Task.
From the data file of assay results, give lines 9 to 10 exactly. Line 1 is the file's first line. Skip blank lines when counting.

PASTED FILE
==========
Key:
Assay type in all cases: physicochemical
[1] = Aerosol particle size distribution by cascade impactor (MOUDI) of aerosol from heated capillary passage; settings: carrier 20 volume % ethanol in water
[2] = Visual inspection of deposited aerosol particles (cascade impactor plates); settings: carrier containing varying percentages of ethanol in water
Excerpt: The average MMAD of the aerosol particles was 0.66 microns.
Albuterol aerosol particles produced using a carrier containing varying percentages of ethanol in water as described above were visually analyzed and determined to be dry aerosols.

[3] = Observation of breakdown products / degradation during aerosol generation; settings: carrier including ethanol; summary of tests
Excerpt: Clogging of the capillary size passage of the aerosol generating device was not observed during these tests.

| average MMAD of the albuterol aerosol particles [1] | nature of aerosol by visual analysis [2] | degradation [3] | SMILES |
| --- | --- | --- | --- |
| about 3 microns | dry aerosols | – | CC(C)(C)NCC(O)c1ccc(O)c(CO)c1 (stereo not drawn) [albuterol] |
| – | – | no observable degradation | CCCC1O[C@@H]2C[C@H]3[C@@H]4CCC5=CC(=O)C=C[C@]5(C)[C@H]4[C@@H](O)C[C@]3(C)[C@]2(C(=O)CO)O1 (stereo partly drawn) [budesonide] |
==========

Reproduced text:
| average MMAD of the albuterol aerosol particles [1] | nature of aerosol by visual analysis [2] | degradation [3] | SMILES |
| --- | --- | --- | --- |